Which brings us back to the new boy. The Type R doesn’t so much nail its colours to the mast as produce them in triplicate, outline them in neon, sound a klaxon and then set the whole lot on fire. It’s a fine balance between making an impression and trying too hard, and I fear Honda’s sense of direction needs recalibration. What a confused mass of pseudo-carbonfibre and glued-on plastic vortex generators; the only thing more hilarious than the number of vents in the bodywork is that most of them appear to be non-functional.
The designers do seem to have taken their cues from a diverse range of sources – the triple tailpipes and ludicrous rear wing (below) could almost be homage to the Ferrari F40, but the overall look is manga meets Transformers.
If the Type R turned out to be a talking robot in disguise, I suspect nobody would be surprised; hell, it already does the talking part anyway, with a slightly severe-sounding disembodied female voice murmuring from the dashboard should you foolishly leave a seatbelt undone or fail to release the electronic handbrake. Praise be to the god of British Leyland, for the Austin Maestro has returned to guide us.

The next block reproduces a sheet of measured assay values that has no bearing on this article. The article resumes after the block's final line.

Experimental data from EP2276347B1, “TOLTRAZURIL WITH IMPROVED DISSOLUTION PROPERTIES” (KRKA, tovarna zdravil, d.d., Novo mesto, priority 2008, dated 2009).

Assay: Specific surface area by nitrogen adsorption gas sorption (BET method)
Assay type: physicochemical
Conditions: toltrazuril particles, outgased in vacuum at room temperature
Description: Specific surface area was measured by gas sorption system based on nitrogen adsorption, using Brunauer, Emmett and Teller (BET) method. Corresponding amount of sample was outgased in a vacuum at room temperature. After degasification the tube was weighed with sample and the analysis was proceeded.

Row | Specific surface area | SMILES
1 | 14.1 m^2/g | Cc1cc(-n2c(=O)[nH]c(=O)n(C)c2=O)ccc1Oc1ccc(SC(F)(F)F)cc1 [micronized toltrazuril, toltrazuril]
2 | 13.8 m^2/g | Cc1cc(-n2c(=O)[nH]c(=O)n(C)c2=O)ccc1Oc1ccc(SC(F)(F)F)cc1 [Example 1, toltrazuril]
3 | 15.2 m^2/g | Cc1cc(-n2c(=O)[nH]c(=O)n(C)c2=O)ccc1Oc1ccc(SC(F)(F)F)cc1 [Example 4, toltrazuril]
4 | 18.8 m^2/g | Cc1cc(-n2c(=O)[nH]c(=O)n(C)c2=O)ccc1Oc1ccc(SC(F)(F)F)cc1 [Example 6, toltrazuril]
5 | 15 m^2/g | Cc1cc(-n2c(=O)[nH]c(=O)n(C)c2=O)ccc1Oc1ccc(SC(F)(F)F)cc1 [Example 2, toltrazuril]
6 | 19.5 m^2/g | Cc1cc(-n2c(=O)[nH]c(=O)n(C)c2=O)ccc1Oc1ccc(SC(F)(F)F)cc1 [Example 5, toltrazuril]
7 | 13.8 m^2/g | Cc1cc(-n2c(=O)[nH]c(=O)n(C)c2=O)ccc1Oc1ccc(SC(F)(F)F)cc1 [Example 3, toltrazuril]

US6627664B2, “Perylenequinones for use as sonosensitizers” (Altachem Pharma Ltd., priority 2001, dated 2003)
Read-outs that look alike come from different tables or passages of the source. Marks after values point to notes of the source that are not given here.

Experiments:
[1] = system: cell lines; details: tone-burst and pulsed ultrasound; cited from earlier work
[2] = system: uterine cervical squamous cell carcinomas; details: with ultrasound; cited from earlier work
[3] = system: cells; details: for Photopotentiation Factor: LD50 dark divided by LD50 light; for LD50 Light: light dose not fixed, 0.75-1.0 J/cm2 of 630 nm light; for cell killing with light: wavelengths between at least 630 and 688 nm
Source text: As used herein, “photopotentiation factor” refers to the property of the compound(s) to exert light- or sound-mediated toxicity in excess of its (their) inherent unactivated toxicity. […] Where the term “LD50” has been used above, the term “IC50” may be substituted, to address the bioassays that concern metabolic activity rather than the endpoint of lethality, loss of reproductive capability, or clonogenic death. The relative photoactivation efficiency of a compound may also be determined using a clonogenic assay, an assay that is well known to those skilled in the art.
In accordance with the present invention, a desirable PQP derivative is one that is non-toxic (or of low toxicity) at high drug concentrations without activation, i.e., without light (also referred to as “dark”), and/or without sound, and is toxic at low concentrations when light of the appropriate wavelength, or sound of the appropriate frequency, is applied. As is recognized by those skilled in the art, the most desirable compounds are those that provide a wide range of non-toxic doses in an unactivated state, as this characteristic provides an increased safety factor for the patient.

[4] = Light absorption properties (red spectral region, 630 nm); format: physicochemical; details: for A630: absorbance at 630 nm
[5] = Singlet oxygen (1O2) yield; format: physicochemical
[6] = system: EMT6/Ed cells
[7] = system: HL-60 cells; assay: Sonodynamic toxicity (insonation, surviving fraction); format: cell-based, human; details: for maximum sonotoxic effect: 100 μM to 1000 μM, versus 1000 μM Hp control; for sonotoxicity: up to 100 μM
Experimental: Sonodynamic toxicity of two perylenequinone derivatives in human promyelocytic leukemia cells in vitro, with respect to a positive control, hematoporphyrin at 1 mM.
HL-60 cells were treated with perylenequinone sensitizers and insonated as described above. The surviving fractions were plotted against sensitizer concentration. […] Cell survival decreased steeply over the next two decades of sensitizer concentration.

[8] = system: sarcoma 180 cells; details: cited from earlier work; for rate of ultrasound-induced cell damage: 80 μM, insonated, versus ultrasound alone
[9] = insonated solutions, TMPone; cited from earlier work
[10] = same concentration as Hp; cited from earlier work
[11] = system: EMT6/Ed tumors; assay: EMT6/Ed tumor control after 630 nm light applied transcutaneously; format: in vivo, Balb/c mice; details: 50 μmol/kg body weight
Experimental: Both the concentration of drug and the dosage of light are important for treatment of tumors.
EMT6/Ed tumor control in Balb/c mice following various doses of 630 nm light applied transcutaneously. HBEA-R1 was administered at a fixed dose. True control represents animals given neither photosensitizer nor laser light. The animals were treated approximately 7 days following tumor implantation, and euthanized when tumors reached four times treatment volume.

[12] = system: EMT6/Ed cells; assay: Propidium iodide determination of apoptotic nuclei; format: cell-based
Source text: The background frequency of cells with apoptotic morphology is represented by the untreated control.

The very best thing about that wing is it’s so large it doesn’t disrupt the view through the rear window from the driver’s seat. While the outside is about as subtle as a Club 18-30 holiday, the inside borders on tasteful. Okay, so there is a lot of red highlighting, but these are traditional Type R hallmarks in a manner not far removed from the tartan seats in a Golf GTI; ditto the classic unsullied sphere of satin metal that serves as a gearknob, demanding such reverence I remove my wedding ring to avoid accidentally scratching it. Red dodabs aside, it’s an unfussy cabin in marked contrast to the previous Civic.
Inside the new 2017 Honda Civic Type R
Said gearknob is connected to a sublime shift action – this is a Honda, after all, and one that now also features rev matching. Compared to the last Type R this new model manages to be more civilised without entirely trading away the clear and present sense of single-minded purpose. Which is to say the new Type R feels very much like a car built to go as quickly as possible around a particular piece of scenic German toll road.